‘We have not a shred of evidence to suggest there is anything there,’ he told his forensic services manager Vicky Coupland in an email dated February 12, 2008 and obtained by The Mail on Sunday.
According to any ‘reasoned assessment’, Harper added, it was hard to see how a child could have been entombed in concrete in an institution full of children.
He said: ‘There is going to be blood from spotty teenagers. We could end up being massively distracted by small bits of blood that have no relevance. In all the statements and intelligence we have not even a suggestion that there may be or have been bodies.’
If only Harper had stuck to that view, he would have prevented much expense and anguish.
Last month, Gordon Wateridge was jailed for two years for abusing children – to date, he is the only former Haut de la Garenne staff member to be charged with or convicted for offences relating to the treatment of children at the home.
But there were no bodies and, according to a Jersey government spokeswoman, the total cost of the investigation is likely to reach an incredible £20million – half the cost of the complex investigation that snared the gang plotting to blow up airliners with liquid bombs.
Last night Mick Gradwell, the detective chief superintendent from Lancashire who took over the investigation after Harper retired, said that when he arrived to pick up the threads a year ago he found Harper had left a ‘shambles’, and had flagrantly ignored the basic rules of modern criminal investigation.
‘There was no planning, no strategy and no control of costs,’ Gradwell said. ‘Worse, there were no proper records. Lenny pumped up the media to expect a house of horrors. But as he himself had recognised when he wrote those emails, the evidence was never there.’
The absence of the day books means that where Harper’s recollections of crucial events differ widely from those of others, there is no way of checking his contemporary record.
Harper refused to comment last night, saying anything he might want to say was contained in a 15,000-word account he recently posted on a website run by a Jersey senator, Stuart Syvret, who has described Harper’s critics as ‘scum’ trying to cover up child abuse.
Harper’s article does not address the new evidence revealed by The Mail on Sunday, but states that any criticism of him is ‘ nonsense’ based on ‘lies and half-truths’.
Operation Rectangle, Harper’s inquiry into ‘historic’ allegations of child abuse in the Jersey care system, began in September 2007. There was compelling evidence such abuse had occurred, and that the island’s police had not dealt with it appropriately.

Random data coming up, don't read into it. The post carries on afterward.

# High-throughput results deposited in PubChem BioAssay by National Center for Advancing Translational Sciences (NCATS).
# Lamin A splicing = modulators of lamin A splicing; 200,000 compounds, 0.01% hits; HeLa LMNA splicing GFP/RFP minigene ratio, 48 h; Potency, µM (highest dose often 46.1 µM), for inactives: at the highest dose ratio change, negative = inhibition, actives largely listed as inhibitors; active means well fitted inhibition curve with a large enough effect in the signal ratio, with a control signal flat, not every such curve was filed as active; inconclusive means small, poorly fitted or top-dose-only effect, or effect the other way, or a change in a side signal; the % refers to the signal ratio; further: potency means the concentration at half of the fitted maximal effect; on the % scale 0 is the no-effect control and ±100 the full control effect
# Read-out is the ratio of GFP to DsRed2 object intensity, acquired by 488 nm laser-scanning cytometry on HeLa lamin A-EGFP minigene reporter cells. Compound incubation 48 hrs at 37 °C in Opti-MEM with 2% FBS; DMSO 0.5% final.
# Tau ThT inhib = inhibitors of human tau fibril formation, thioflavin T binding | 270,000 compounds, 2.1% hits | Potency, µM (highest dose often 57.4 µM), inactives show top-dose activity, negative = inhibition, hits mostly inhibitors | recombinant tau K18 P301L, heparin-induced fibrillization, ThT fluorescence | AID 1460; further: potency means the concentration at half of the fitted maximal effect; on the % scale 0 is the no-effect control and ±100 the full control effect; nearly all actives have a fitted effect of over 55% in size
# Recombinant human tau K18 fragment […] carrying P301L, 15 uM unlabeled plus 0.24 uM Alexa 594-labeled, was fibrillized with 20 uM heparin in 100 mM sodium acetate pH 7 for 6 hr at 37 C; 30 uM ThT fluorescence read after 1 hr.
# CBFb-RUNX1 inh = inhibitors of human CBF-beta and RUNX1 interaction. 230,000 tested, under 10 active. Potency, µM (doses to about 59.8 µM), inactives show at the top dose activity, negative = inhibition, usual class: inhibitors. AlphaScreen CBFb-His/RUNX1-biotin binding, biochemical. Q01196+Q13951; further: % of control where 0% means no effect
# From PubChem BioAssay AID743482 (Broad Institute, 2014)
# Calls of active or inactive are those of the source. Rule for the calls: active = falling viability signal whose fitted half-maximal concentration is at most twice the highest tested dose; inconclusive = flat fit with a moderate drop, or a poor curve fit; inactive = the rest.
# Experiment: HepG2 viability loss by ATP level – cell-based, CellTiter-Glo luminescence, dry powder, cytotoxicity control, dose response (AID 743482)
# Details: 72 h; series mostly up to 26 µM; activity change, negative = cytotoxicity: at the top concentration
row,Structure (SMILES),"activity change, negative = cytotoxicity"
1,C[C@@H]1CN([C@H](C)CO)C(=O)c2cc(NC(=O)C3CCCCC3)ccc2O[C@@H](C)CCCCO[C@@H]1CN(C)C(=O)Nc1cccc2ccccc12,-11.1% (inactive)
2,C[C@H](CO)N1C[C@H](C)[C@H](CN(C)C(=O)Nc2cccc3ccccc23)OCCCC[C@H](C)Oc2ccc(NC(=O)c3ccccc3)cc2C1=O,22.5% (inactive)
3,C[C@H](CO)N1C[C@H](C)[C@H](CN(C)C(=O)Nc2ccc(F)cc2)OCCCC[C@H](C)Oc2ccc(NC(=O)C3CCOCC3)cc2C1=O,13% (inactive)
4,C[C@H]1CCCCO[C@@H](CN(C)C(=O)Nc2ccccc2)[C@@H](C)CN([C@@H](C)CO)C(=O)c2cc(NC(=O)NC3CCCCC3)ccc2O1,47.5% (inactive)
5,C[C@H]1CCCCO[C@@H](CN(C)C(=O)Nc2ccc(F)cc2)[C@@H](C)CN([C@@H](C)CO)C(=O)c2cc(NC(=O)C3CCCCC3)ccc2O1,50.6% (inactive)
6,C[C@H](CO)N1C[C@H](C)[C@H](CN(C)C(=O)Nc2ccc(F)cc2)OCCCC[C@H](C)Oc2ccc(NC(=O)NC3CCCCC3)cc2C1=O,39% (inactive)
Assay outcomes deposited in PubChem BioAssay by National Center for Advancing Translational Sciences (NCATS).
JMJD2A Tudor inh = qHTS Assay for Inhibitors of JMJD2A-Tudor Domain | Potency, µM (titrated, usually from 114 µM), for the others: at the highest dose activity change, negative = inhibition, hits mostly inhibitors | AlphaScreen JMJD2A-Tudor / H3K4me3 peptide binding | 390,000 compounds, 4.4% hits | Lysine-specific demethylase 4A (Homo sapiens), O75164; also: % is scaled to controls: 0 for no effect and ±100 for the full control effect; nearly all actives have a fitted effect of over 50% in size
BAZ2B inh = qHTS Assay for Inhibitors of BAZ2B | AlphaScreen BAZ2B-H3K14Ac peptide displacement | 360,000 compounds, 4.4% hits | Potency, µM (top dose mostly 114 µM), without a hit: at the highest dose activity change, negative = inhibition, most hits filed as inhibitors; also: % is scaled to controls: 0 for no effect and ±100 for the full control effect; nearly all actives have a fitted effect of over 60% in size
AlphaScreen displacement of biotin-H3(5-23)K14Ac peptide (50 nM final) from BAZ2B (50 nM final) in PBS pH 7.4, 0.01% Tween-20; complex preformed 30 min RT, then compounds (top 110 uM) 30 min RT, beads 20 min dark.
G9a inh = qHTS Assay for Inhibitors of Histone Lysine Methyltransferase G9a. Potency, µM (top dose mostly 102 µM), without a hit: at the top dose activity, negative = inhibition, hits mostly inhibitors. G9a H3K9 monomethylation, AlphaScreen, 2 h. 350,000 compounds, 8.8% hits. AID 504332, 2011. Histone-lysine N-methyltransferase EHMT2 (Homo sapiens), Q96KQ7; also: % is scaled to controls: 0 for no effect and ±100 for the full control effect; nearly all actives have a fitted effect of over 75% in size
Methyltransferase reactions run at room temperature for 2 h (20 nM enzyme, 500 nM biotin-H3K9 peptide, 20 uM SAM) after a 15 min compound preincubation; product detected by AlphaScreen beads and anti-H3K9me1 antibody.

For example, in 2003, two years after Harper became deputy police chief, his detectives learnt that a former resident of Haut de la Garenne was saying he had been taken on boat trips between the ages of six and ten and subjected to repeated and serious sexual assaults.
But instead of investigating the alleged abuser, the police charged the victim for trying to blackmail his assailant.
At first, Rectangle was a low-key affair and attracted only local publicity. By February 2008, Harper’s team had received some claims about possible murders at Haut de la Garenne, a children’s home for 86 years until it closed in 1986. But they were far from reliable.
Besides the statements by the psychotic woman, the police had been told by a Jersey lawyer that one of his clients had claimed children had been killed there. However, Rectangle detectives had already interviewed this man and he had said nothing about murders.
It was true that in 2003 builders at Haut de la Garenne had found bones, but they were from animals. Moreover, there had never been a single contemporary report of a child going missing.
Gradwell said: ‘Even children in care have families, friends and teachers, none of whom had ever reported a disappearance. Lenny has said one of his problems was the Jersey records were patchy and incomplete, so it was hard to be sure who had actually been there. In fact, they were excellent and very detailed.’
As the emails to Coupland demonstrate, at first Harper displayed a healthy scepticism. So what made him change his mind? According to a senior detective who worked on Harper’s team, one factor was sniffer dog Eddie’s handler, Martin Grime.